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European heart journal supplements : journal of the European Society of Cardiology ; 23(Suppl G), 2021.
Article in English | EuropePMC | ID: covidwho-1602575


Aims Myocardial involvement has been reported in SARS-CoV-2 infection, especially in hospitalized patients during the acute phase of the disease. However, the exact prevalence and the clinical implications of cardiac involvement in young individuals with paucisymptomatic SARS-CoV-2 infection are debated. Methods and results We gathered data on 100 young patients with previous paucisymptomatic SARS-CoV-2 infection, not undergoing hospitalization and without previous diagnosis of structural heart disease, who underwent cardiological evaluation in our clinic at IRCCS ICS Maugeri (Pavia, Italy). Results were validated in an external cohort of 28 patients who underwent cardiac magnetic resonance (MRI) at Humanitas Research Hospital (Rozzano, Italy). The study population included 100 patients with previous paucisymptomatic SARS-CoV-2 infection: 60 (60%) males;median age 36 years (IQR: 22–50 years);median time after SARS-CoV-2 infection 181 days (IQR: 76–218 days). At the cardiological evaluation, 31/100 (31%) of patients referred cardiological symptoms, including dyspnoea, palpitations, chest pain or syncope. Overall, 26/100 (26%) patients showed on or more of the following instrumental alterations at first level assessment: 4/100 (4%) increase of TnI;7/100 (7%) electrocardiographic abnormalities, 12/100 (12%) ventricular arrhythmias, and 11/100 (11%) echocardiographic abnormalities. Of 32 patients who underwent cardiac MRI, myocardial involvement was detected in 6/32 (19%) patients (Figure 1), similarly to what was observed in the validation cohort [54% males;median age 47 years (IQR: 26–55 years);myocardial involvement at MRI 4/28, 14%]. Furthermore, the proportion of patients with myocardial involvement was significantly higher in patients with first-level cardiac alterations (6/18, 28%) as compared with patients without cardiac alterations at first-level examination (0/14, 0%, P = 0.024). When analysing possible predictors for the occurrence of cardiac involvement at the MRI, documentation of ventricular arrhythmias at Holter ECG or exercise test was associated with an 87-fold higher probability of cardiac involvement at the MRI (OR: 87.3;95% CI: 4.0–1914.3;P < 0.001). Conclusions Around 15–20% of patients with paucisymptomatic SARS-CoV-2 infection exhibit cardiac involvement documented at the cardiac MRI after a mean of 6 months from the onset of the disease. The presence of instrumental alterations detected with first level diagnostic tests, and in particular the documentation of ventricular arrhythmias at the 24 h-Holter ECG or at the exercise stress test, is a powerful predictor of myocardial involvement. 764 Figure 1 Late gadolinium enhancement (A), extracellular volume (B), T1 mapping (C), and T2 mapping (D) show alterations compatible with sub-acute myocarditis secondary to SARS-CoV-2 infection in a 54-year-old patient.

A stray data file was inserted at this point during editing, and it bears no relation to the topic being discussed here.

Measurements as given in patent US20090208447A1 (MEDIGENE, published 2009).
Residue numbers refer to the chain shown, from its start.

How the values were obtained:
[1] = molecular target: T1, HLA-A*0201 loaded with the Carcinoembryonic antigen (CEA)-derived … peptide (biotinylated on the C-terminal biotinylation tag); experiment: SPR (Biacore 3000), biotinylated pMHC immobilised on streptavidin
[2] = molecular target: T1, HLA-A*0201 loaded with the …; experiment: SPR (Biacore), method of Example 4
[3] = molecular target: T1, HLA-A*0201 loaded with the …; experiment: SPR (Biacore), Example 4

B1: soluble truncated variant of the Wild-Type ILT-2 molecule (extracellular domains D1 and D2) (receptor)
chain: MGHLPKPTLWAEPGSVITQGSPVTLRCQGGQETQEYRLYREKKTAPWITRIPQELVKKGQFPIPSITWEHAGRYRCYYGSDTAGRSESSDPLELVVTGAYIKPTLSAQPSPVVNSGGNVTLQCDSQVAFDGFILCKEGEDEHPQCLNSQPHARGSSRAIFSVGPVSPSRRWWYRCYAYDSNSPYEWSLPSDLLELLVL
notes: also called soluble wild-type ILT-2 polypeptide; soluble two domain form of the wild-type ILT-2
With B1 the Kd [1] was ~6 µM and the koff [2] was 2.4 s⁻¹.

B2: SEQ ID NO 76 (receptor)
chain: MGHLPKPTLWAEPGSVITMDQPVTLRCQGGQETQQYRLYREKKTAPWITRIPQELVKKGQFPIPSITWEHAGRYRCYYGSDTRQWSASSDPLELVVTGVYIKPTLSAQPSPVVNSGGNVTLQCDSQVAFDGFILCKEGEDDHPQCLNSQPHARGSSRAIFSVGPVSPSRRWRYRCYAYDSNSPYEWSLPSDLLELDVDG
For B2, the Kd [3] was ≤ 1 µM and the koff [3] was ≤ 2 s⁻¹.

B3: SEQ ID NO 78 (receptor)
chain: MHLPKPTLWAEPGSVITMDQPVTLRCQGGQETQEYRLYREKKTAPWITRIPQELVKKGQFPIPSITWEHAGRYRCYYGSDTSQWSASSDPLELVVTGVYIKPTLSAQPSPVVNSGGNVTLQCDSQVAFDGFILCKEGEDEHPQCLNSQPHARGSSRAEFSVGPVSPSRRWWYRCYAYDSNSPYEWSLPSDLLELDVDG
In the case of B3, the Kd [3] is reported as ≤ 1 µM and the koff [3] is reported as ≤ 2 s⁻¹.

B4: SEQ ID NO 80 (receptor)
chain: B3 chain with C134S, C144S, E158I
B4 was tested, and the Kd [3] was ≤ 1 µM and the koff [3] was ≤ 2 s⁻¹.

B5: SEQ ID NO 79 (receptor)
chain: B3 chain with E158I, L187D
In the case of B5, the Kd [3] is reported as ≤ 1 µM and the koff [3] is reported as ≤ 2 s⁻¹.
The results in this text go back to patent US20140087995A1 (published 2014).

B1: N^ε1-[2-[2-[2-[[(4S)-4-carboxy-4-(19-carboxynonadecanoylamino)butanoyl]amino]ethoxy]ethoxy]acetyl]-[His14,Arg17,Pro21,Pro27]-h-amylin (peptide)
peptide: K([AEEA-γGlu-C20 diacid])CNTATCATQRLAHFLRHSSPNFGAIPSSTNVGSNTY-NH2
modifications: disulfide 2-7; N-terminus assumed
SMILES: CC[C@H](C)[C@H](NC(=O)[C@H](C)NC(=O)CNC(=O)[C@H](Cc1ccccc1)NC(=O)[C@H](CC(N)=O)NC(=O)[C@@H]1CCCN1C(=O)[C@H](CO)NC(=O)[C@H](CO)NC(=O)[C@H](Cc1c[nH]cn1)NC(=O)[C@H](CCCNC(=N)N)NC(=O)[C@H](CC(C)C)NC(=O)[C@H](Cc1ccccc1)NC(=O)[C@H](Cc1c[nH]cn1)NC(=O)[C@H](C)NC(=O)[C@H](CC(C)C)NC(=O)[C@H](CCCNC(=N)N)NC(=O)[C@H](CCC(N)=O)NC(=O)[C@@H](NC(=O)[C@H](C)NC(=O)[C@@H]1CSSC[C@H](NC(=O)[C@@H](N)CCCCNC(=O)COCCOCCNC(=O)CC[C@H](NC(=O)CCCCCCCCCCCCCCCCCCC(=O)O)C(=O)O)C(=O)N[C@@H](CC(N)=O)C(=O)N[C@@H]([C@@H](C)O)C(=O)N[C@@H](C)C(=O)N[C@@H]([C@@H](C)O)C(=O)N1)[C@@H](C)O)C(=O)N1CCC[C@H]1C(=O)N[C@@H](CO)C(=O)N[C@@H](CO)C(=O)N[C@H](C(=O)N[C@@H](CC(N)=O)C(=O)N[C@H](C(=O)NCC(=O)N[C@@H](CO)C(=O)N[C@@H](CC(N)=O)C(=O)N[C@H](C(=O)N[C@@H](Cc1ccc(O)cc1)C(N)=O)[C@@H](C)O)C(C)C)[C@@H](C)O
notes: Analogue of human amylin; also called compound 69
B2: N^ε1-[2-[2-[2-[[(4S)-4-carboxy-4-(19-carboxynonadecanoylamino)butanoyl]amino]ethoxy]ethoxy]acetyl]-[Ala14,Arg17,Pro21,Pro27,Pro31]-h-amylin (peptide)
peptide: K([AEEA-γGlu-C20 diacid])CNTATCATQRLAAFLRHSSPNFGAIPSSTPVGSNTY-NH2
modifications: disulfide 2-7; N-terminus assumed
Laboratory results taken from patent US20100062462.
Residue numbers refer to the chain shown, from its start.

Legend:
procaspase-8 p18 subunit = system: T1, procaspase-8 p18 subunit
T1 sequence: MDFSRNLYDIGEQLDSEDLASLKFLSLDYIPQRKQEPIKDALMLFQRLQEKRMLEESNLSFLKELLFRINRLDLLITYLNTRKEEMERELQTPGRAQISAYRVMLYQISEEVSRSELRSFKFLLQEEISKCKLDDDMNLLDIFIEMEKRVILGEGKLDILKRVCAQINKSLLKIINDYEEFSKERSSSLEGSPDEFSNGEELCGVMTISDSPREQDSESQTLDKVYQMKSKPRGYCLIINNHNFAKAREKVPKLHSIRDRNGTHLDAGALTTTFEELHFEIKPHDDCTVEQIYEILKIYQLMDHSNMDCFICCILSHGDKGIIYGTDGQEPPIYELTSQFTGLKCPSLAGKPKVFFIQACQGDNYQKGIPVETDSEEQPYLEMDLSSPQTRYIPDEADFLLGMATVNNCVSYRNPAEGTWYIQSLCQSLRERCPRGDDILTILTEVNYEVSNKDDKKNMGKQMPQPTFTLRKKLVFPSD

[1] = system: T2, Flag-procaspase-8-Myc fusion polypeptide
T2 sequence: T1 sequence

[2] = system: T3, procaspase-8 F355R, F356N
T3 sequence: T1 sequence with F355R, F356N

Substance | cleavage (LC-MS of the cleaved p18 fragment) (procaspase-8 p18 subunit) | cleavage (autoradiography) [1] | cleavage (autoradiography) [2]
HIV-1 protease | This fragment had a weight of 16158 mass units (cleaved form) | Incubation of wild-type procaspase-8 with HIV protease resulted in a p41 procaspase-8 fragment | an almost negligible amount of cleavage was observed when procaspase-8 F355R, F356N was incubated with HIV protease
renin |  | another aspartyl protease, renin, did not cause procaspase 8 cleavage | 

Heart Rhythm ; 17(9): 1456-1462, 2020 09.
Article in English | MEDLINE | ID: covidwho-33169


Ever since the first case was reported at the end of 2019, the severe acute respiratory syndrome coronavirus 2 (SARS-CoV-2) and the associated coronavirus disease 2019 (COVID-19) has become a serious threat to public health globally in short time. At this point in time, there is no proven effective therapy. The interactions with concomitant disease are largely unknown, and that may be particularly pertinent to inherited arrhythmia syndrome. An arrhythmogenic effect of COVID-19 can be expected, potentially contributing to disease outcome. This may be of importance for patients with an increased risk of cardiac arrhythmias, either secondary to acquired conditions or comorbidities or consequent to inherited syndromes. Management of patients with inherited arrhythmia syndromes such as long QT syndrome, Brugada syndrome, short QT syndrome, and catecholaminergic polymorphic ventricular tachycardia in the setting of the COVID-19 pandemic may prove particularly challenging. Depending on the inherited defect involved, these patients may be susceptible to proarrhythmic effects of COVID-19-related issues such as fever, stress, electrolyte disturbances, and use of antiviral drugs. Here, we describe the potential COVID-19-associated risks and therapeutic considerations for patients with distinct inherited arrhythmia syndromes and provide recommendations, pending local possibilities, for their monitoring and management during this pandemic.

Arrhythmias, Cardiac/genetics , Arrhythmias, Cardiac/therapy , Betacoronavirus , Coronavirus Infections/complications , Pneumonia, Viral/complications , Arrhythmias, Cardiac/virology , COVID-19 , Coronavirus Infections/diagnosis , Coronavirus Infections/therapy , Humans , Pandemics , Pneumonia, Viral/diagnosis , Pneumonia, Viral/therapy , SARS-CoV-2 , Syndrome